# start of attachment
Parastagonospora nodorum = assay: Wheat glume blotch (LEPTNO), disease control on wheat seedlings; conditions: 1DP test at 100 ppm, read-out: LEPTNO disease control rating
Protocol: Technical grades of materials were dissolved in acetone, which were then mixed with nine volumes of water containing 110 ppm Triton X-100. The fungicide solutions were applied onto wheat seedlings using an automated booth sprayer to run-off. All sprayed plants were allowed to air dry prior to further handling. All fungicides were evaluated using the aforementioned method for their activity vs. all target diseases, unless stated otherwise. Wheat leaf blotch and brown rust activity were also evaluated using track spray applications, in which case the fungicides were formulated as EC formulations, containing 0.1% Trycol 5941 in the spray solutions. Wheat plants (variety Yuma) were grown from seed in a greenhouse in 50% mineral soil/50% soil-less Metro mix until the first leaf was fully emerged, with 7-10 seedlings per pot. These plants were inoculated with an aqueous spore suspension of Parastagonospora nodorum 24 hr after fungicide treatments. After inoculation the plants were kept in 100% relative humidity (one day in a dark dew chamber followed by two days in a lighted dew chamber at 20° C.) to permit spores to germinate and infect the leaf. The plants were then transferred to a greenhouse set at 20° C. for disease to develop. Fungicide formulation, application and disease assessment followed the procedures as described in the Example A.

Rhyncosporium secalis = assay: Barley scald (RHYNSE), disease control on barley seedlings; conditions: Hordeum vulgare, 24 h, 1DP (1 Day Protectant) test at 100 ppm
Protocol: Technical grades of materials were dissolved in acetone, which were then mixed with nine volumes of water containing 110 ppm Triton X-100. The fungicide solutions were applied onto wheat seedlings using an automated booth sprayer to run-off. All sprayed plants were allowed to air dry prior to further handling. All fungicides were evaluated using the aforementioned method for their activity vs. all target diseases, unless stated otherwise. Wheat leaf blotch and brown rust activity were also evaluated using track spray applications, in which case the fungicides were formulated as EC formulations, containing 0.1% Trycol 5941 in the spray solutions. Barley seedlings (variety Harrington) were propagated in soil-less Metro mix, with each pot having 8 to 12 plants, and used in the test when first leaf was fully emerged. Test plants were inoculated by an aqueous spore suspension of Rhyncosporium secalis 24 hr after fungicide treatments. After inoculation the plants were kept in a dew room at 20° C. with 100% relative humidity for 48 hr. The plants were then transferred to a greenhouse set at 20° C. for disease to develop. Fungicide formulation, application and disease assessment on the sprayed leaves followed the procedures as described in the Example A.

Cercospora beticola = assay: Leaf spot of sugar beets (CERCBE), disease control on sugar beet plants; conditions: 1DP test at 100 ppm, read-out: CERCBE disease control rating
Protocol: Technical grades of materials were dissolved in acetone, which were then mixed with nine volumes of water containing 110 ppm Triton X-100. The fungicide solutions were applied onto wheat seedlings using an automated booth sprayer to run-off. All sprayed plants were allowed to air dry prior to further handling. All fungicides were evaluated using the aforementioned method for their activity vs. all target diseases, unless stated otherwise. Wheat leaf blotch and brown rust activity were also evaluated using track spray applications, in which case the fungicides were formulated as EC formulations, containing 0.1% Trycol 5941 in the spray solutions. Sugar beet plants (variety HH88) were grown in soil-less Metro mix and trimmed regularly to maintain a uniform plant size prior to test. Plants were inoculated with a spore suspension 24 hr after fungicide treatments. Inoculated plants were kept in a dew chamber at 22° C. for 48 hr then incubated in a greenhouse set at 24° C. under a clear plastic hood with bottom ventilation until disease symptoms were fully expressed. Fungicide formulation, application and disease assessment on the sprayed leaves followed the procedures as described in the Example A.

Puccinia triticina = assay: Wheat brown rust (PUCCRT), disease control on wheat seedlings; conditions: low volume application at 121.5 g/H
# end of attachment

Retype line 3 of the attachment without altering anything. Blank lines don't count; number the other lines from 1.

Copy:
Rhyncosporium secalis = assay: Barley scald (RHYNSE), disease control on barley seedlings; conditions: Hordeum vulgare, 24 h, 1DP (1 Day Protectant) test at 100 ppm